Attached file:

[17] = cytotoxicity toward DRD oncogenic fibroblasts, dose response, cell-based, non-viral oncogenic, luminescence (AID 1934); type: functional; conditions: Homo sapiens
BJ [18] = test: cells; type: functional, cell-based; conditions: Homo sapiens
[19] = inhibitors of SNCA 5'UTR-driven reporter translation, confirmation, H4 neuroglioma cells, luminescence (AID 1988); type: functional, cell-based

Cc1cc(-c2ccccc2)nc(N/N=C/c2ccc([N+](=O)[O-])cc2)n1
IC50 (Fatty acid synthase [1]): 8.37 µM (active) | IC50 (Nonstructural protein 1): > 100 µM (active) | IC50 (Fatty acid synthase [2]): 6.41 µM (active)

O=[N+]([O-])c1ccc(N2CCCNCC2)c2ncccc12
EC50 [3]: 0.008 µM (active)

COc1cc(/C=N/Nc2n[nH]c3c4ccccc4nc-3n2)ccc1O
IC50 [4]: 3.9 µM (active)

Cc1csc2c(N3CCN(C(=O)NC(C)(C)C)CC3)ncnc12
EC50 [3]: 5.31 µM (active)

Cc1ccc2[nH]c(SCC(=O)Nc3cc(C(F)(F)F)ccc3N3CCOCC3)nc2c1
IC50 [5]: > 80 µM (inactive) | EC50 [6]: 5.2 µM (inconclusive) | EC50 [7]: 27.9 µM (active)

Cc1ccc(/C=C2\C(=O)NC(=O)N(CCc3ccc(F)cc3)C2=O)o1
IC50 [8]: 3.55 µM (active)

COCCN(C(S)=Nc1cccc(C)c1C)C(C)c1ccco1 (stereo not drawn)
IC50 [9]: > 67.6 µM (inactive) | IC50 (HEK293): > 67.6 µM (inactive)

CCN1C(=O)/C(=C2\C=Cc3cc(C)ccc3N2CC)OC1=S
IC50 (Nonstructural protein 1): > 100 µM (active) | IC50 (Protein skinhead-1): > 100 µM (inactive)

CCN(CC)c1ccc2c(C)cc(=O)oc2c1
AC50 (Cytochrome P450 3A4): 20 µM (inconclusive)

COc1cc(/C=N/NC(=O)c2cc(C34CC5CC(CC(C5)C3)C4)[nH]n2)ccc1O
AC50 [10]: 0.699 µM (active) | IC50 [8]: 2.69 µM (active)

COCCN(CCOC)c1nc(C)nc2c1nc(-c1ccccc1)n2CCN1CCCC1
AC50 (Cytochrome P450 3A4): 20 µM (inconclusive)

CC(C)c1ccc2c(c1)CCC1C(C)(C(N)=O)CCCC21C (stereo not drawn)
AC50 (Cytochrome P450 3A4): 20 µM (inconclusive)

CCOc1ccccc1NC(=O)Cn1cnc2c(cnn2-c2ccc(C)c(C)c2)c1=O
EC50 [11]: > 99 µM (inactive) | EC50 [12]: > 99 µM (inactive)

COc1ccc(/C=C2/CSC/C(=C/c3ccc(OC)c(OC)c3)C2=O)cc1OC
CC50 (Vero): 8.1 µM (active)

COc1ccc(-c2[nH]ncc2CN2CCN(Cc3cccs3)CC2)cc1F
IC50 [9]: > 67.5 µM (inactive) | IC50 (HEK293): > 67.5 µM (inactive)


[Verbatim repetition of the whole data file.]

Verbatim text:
[17] = cytotoxicity toward DRD oncogenic fibroblasts, dose response, cell-based, non-viral oncogenic, luminescence (AID 1934); type: functional; conditions: Homo sapiens
BJ [18] = test: cells; type: functional, cell-based; conditions: Homo sapiens
[19] = inhibitors of SNCA 5'UTR-driven reporter translation, confirmation, H4 neuroglioma cells, luminescence (AID 1988); type: functional, cell-based

Cc1cc(-c2ccccc2)nc(N/N=C/c2ccc([N+](=O)[O-])cc2)n1
IC50 (Fatty acid synthase [1]): 8.37 µM (active) | IC50 (Nonstructural protein 1): > 100 µM (active) | IC50 (Fatty acid synthase [2]): 6.41 µM (active)

O=[N+]([O-])c1ccc(N2CCCNCC2)c2ncccc12
EC50 [3]: 0.008 µM (active)

COc1cc(/C=N/Nc2n[nH]c3c4ccccc4nc-3n2)ccc1O
IC50 [4]: 3.9 µM (active)

Cc1csc2c(N3CCN(C(=O)NC(C)(C)C)CC3)ncnc12
EC50 [3]: 5.31 µM (active)

Cc1ccc2[nH]c(SCC(=O)Nc3cc(C(F)(F)F)ccc3N3CCOCC3)nc2c1
IC50 [5]: > 80 µM (inactive) | EC50 [6]: 5.2 µM (inconclusive) | EC50 [7]: 27.9 µM (active)

Cc1ccc(/C=C2\C(=O)NC(=O)N(CCc3ccc(F)cc3)C2=O)o1
IC50 [8]: 3.55 µM (active)

COCCN(C(S)=Nc1cccc(C)c1C)C(C)c1ccco1 (stereo not drawn)
IC50 [9]: > 67.6 µM (inactive) | IC50 (HEK293): > 67.6 µM (inactive)

CCN1C(=O)/C(=C2\C=Cc3cc(C)ccc3N2CC)OC1=S
IC50 (Nonstructural protein 1): > 100 µM (active) | IC50 (Protein skinhead-1): > 100 µM (inactive)

CCN(CC)c1ccc2c(C)cc(=O)oc2c1
AC50 (Cytochrome P450 3A4): 20 µM (inconclusive)

COc1cc(/C=N/NC(=O)c2cc(C34CC5CC(CC(C5)C3)C4)[nH]n2)ccc1O
AC50 [10]: 0.699 µM (active) | IC50 [8]: 2.69 µM (active)

COCCN(CCOC)c1nc(C)nc2c1nc(-c1ccccc1)n2CCN1CCCC1
AC50 (Cytochrome P450 3A4): 20 µM (inconclusive)

CC(C)c1ccc2c(c1)CCC1C(C)(C(N)=O)CCCC21C (stereo not drawn)
AC50 (Cytochrome P450 3A4): 20 µM (inconclusive)

CCOc1ccccc1NC(=O)Cn1cnc2c(cnn2-c2ccc(C)c(C)c2)c1=O
EC50 [11]: > 99 µM (inactive) | EC50 [12]: > 99 µM (inactive)

COc1ccc(/C=C2/CSC/C(=C/c3ccc(OC)c(OC)c3)C2=O)cc1OC
CC50 (Vero): 8.1 µM (active)

COc1ccc(-c2[nH]ncc2CN2CCN(Cc3cccs3)CC2)cc1F
IC50 [9]: > 67.5 µM (inactive) | IC50 (HEK293): > 67.5 µM (inactive)